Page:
The higher the drones fly, the greater the ability they would need for communicating with each other and with manned aircraft above. They'd also have to be equipped with collision-avoidance systems.
Amazon doesn't envision drones being managed the way air traffic controllers manage airplanes, because there will be far more drones than manned aircraft. Instead, several highly capable drones that are able to self-navigate and self-separate would be supervised by one controller.
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"A paradigm shift in airspace management and operations is necessary to safely accommodate the one-operator-to-many-vehicle model required by large-scale commercial fleets," Amazon Prime Air project VP Gur Kimchi said.
Why NASA? "The first 'A' in NASA is aeronautics," said Parimal Kopardekar, who runs the Safe Autonomous System Operations Project for the agency. "NASA has been doing research on air traffic management for the last two decades."
All that said, it's the FAA that would ultimately regulate the industry. Kopardekar said the air traffic management system NASA envisions would create a safe environment. "Another way to look at this," he said, "is if you have self-driving cars, you still need lanes and stop signs to keep things flowing efficiently as well as (safely)."
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Jesse Kallman of Airware, which is building an operating system that can be used by different commercial drone companies, said the industry needs a framework for air traffic.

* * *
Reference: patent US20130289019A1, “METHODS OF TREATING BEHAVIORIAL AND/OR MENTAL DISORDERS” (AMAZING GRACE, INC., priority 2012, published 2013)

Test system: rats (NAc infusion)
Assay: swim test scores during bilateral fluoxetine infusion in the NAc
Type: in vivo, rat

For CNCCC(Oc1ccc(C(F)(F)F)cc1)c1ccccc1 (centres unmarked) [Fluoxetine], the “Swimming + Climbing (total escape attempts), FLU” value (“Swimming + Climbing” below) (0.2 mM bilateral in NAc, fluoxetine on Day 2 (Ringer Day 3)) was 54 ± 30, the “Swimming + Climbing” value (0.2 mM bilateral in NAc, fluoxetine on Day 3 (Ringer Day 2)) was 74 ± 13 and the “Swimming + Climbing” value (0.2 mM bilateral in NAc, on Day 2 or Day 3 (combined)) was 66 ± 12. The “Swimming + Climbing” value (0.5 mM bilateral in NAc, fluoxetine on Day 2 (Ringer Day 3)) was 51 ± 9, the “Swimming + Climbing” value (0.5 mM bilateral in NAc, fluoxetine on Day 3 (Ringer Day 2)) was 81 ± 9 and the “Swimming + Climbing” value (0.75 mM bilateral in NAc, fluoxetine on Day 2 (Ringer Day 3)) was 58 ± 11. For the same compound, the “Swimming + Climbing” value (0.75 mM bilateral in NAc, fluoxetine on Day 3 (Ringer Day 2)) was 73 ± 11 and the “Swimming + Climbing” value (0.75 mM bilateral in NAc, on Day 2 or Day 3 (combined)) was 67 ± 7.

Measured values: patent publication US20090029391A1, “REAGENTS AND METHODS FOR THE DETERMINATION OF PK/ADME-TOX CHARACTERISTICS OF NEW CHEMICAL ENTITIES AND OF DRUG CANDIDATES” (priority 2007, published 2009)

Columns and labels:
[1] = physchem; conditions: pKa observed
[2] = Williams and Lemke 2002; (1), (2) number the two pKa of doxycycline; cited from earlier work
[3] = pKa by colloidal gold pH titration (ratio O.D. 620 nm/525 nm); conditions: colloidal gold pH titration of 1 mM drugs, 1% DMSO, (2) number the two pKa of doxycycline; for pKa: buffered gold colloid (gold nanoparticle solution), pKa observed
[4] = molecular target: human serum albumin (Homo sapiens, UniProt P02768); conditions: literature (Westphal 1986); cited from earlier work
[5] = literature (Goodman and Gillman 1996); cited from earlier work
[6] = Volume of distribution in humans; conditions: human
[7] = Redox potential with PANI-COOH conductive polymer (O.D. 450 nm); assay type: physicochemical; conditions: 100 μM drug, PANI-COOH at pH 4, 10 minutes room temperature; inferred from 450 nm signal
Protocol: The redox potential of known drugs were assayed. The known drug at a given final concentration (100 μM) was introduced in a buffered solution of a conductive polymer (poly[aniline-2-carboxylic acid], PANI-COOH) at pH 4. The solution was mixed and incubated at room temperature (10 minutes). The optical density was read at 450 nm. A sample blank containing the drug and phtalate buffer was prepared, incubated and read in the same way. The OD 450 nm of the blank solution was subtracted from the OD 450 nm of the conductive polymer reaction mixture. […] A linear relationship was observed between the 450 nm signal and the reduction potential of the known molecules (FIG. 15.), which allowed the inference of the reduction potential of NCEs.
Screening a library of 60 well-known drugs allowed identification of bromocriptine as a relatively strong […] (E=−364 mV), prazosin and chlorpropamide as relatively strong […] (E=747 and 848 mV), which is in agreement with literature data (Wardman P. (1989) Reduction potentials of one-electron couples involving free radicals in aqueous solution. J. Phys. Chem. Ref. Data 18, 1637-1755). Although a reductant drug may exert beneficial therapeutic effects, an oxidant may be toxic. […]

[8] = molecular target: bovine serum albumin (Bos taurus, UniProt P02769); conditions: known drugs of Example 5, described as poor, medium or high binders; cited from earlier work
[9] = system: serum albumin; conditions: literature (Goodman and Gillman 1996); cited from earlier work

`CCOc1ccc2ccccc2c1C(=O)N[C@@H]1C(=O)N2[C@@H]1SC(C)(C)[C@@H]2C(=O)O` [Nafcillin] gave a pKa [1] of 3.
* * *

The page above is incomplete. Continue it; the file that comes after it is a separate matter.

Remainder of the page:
"What are we going to do when Amazon wants to deliver a package, when Verizon wants to inspect their network or inspect a tower, or first responders want to get into an area and deliver a defibrillator or something?" asked Kallman, whose company has raised more than $40 million from Andreessen Horowitz, Kleiner Perkins, Google Ventures, GE Ventures and others.
"Even something as mundane as what Amazon is trying to do with drones delivering packages to people, the last thing you want is these devices falling out of the sky on someone's head," said Cisco's Antunes. "So all of this is going to require connectivity, networking, security, and in essence it's going to require technologies that enable these devices to talk to each other."
But the industry has to overcome the idea of "drones gone wild," and find a way to allow private citizens to own and fly the unmanned craft without creating the kind of situation firefighters have seen in California.
"A lot of people are buying these small, low-cost consumer systems off the Internet and they don't really understand the aviation culture," Kallman said. "They don't really understand some of the challenges that they could actually pose to manned aircraft."